Colombia Frees Cuban ISIS Suspect: Social Media Posts Are Not Terrorism

Police escort Cuban suspect Raul Gutierrez to court where a judge will rule on prosecutors’ request he be held on terrorism and conspiracy charges in Bogota, Colombia, Thursday, March 15, 2018. Gutierrez is suspected of plotting to kill American diplomats in the name of the Islamic State. Fernando Vergara - …
AP Photo/Fernando Vergara

A Colombian judge dropped charges on Monday against Raúl Gutiérrez Sánchez, a 46-year-old Cuban economist accused of plotting a terrorist act on behalf of the Islamic State (ISIS), because “if everyone were judged by what they posted on social media, we would all be in jail.”

Gutiérrez has consistently denied being a member of ISIS or even a Muslim, instead arguing that he is militantly opposed to the radical left, the “new world order,” and the United States.

Colombia had deported Gutiérrez twice before his arrest, when he was found to once again be in the country illegally. In addition to alleged terrorist acts against the United States, prosecutors claimed that Gutiérrez had planned bombings against senior members of the Revolutionary Armed Forces of Colombia (FARC), a Marxist terrorist organization.

The Colombian court ordered Gutiérrez’s immediate release because the prosecution failed to prove that Gutiérrez had taken any steps towards committing an act of terrorism other than posting hateful anti-American and anti-communist screeds on social media.

“There are imminent terrorist attacks that are not punishable,” the judge reportedly said. “The acts were merely thought of, but there are no deeds … preparatory acts are irrelevant legally.”

Gutiérrez had reportedly admitted to planning attacks on American citizens, calling all Americans “thieves, conquerors, and murderers.” He also admitted to planning attacks against the head of the FARC, the terrorist senator known as “Timochenko,” and leftist former Colombian presidential candidate Gustavo Petro. In an interview in May 2018, two months after his arrest, he claimed to be a member of a group he called “Justice Movement 51,” which allegedly had ten members, all Cuban exiles.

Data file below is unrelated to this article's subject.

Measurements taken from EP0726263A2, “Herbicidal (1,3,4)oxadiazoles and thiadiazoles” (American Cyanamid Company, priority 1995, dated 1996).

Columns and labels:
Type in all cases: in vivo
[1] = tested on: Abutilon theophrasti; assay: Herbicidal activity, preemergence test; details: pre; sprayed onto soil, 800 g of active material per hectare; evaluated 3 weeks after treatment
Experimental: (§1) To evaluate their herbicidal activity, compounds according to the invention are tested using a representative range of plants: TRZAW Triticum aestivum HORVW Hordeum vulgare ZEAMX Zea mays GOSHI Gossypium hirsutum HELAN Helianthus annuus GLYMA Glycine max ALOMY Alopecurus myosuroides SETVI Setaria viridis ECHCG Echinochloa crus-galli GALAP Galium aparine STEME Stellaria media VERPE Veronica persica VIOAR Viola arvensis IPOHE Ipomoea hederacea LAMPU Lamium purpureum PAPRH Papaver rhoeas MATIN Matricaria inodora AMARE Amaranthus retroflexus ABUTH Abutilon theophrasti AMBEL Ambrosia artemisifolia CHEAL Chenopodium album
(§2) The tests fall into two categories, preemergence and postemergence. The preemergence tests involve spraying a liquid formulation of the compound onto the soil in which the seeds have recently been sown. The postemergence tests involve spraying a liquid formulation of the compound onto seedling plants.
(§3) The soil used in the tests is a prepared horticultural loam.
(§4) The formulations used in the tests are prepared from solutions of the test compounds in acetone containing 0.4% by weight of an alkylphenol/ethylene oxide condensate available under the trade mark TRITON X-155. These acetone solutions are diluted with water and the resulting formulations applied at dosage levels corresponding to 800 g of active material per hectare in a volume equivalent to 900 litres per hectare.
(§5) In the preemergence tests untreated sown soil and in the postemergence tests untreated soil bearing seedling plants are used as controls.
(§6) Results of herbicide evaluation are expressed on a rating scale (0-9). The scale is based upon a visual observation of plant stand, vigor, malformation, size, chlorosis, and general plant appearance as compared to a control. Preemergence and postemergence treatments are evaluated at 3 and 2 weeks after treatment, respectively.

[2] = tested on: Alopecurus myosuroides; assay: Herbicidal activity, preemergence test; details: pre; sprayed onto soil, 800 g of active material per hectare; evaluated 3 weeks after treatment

He retracted the admissions, however, and the prosecution did not prove the claims independently.

The prosecutor failed to produce evidence of the alleged law enforcement officials pretending to be ISIS terrorists conversing with Gutiérrez and attempting to convince him to commit acts of terrorism. They also failed to produce proof that Gutiérrez had built bombs or amassed funds to orchestrate an attack, nor did they present any evidence, as the charges required, that Gutiérrez was a member of an organized criminal group, according to El Tiempo, suggesting no evidence exists that anyone else is a member of Justice Movement 51.

The judge in the case argued that “if everyone were judged by what they posted on social media, we would all be in jail,” rejecting social media posts as the exclusive basis for a trial, according to El Espectador.

Speaking to the court during a prior hearing, Gutiérrez admitted to intense bitterness and hatred, but denied being a terrorist.

“I am a fool … a disturbed person due to my personal situation with emotional loss, affected by exile, my wife’s abandonment, the loss of my family, a modern society that is occupied with enslaving us but not with caring for the human being as such, disturbed by poison on the internet, really I’m a pathetic person,” he reportedly said, adding conversely, “The prosecution … does not have a single shred of proof against me, no physical evidence or witnesses that can prove or confirm what I am accused of.”

At the time, the prosecution did claim to have witnesses, but did not bring any to the court following the arrest. The indictment against Gutiérrez said he had spent hours talking to government informants on Whatsapp and Telegram, complaining, “There are no cojones left in this world to do justice. Only ISIS does anything.”

An alleged government informant used this hook to convince him to commit a lone-wolf terrorist attack against random civilians in Colombia, but Gutiérrez instead reportedly insisted on targeting communists like Timochenko. The FARC is affiliated with the Venezuelan government, which has ties to the Iranian proxy Hezbollah, an ISIS rival.

Prosecutors claimed the informant and Gutiérrez ultimately agreed to bomb the U.S. embassy in Bogotá “to kill American citizens in order to strengthen religious extremist groups,” a claim Gutiérrez denied.

Follow Frances Martel on Facebook and Twitter.

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